Navigation menu catch-22

I’m not a coder, or designer. I’m an ecommerce site business owner. I’m approaching a redesign of my site and I understand about having a meaningful big headline, sub headline and a CTA. But I’m trying to decide what links should be on a simple navigation menu. If I offer a bunch of different educational products that serve a single discipline, yet I need to educate customers on which product is right for them, does it make sense to have a PRODUCTS item in a nav menu? I wouldn’t want the novice going in there before I funnel him where he needs to go. At the same time, I don’t want to hide the products from people who already know what they need and want. In other words, how should one approach deciding what links go into the main navigation menu? I suppose About and Contact are givens and they can’t really mess up a potential sale. Is there some method to approach this task?

In my experience trying to offer to much at once is the biggest mistake. If your site has content OTHER than product ( reviews, catalogs, demos, promos… whatever else ) then it makes sense to have product have separate button (, for example separates it buzz content from it’s buy apple). on the other hand , if this is strictly an online store ( think, you can reverse the concept an have a menu consisting of an organize tree of product categories, with a couple of buttons at the root level for contact and identification info.

I can’t emphasize enough how important a logical tree of product categories is. DONT fall for the temptation to put everything on the root level or simply guessing at ‘popular items’ ( tho you may feature them as CONTENT on your landing page)

Always remember to think from the CUSTOMERS point of view and not your own.

hope that helps

It’s not uncommon for commerce sites to have two menus: one for the site (home, about, contact, whatever) and one for products (though “products” itself can be a menu item on the “site” nav). The products menu can be a list of categories of the products.

For those who already know what they want, accommodate search-oriented users with a search bar. Make sure your search works well: typing in the main name of the product should never not show the product (it’s like the worst mistake evar for an ecommerce site to make! and surprisingly common). Beyond that, small typos should still be able to guess well enough to still offer the product. A good search engine can be set to tolerate typo’s between 1 and 3 characters off, as well as popular misspellings or popular groups of spellings (iPhone, i-phone, i phone).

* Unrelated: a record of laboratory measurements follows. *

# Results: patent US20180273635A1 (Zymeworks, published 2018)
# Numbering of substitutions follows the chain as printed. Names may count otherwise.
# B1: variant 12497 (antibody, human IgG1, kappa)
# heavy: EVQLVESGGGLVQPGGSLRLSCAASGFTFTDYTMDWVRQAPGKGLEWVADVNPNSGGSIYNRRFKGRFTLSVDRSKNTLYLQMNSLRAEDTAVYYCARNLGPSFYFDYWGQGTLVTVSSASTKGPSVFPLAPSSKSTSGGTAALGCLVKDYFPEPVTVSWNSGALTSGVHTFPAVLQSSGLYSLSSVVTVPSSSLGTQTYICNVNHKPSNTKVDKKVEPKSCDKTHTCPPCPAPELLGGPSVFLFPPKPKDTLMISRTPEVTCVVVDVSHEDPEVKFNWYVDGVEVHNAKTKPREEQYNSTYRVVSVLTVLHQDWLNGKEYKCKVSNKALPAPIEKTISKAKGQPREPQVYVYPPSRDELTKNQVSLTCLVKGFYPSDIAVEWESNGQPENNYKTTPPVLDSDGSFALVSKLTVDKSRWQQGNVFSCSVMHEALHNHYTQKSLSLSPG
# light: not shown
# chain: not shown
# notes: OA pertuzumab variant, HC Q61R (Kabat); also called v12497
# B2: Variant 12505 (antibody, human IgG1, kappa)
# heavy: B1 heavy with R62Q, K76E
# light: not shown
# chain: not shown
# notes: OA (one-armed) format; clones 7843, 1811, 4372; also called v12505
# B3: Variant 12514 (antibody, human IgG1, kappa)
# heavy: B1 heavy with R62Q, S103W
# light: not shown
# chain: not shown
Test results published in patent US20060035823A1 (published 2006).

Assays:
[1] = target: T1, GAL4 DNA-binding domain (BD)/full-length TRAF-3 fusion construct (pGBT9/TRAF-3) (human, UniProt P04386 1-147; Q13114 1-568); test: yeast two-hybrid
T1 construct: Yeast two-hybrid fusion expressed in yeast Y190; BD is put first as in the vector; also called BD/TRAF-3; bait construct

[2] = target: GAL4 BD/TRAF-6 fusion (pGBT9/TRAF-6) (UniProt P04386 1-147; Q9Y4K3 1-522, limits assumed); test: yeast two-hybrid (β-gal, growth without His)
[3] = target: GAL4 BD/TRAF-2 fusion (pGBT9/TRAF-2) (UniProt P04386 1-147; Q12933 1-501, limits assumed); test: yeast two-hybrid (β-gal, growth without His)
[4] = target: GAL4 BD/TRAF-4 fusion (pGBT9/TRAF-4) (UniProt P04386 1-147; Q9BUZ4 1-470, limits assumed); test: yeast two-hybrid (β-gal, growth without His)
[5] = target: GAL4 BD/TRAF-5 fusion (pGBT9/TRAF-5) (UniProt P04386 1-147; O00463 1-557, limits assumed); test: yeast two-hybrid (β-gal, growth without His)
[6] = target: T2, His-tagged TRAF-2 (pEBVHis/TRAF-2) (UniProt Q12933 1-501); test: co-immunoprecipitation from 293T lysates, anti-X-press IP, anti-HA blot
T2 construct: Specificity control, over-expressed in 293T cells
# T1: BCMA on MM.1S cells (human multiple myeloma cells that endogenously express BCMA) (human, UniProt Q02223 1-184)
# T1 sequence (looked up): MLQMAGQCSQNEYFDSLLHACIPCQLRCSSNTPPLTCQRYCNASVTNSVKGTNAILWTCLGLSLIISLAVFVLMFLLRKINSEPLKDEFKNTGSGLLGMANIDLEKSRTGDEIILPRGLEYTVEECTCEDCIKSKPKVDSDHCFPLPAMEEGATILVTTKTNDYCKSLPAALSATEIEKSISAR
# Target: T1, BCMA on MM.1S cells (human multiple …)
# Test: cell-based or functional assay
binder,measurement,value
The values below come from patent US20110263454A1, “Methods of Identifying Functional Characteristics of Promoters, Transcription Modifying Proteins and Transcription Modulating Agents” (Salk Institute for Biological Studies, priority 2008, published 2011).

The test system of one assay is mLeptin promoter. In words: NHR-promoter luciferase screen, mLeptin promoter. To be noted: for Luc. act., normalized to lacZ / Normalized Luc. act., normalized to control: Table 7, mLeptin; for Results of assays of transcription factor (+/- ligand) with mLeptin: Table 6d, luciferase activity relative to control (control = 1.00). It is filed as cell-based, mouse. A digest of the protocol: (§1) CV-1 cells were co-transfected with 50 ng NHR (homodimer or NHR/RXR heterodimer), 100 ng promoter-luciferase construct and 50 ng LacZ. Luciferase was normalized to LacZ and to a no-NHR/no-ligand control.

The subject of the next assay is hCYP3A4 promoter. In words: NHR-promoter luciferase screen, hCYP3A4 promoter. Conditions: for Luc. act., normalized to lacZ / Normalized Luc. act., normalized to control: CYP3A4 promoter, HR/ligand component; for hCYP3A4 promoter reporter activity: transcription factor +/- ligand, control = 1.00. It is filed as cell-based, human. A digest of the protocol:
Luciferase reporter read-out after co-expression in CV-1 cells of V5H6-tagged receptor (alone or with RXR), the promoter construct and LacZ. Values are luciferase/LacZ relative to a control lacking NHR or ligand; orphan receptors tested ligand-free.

Then your main page can have a “how do I get started?” call to action for those just coming for the first time and want to be hand-led to what they need. It’s not navigation but makes a lot of sense for a home page. Make sure any promotions/ads you have on the page aren’t more prominent than this “getting started” cta.

After coming up with a setup you like, user-test the sh*t out of it. Make sure users aren’t confusing the CTA for an ad, as Banner Blindness may make them avoid it and not read it; that new users indeed are getting correctly funneled to the right product; and that returning users always easily get to their particular products either directly via search or with a fairly straightforward click-click-click category navigation via the product menu.

Just a handful of users can find like 80% of your biggest flaws real quick, and that’s just what you want. So you could test on some sort of quickie-build prototype, or even bits of paper, instead of investing heavily in a finished product and then testing and finding stuff’s got to change.

If you’ve got the time and interest, you might want to check out the blog over at Baymard Institute as they’ve done two massive e-commerce studies (one desktop, one mobile) and while the reports have to be purchased, they make a ton of blog posts reporting their findings on all sorts of things which you can read for free. They’re definitely one of my favourite go-to places for e-commerce stuff.

Remember what works for (shop name here) isn’t necessarily true for you or your customers, but some things are the same and at the very least it gives you ideas on where to test things yourself and where to look.

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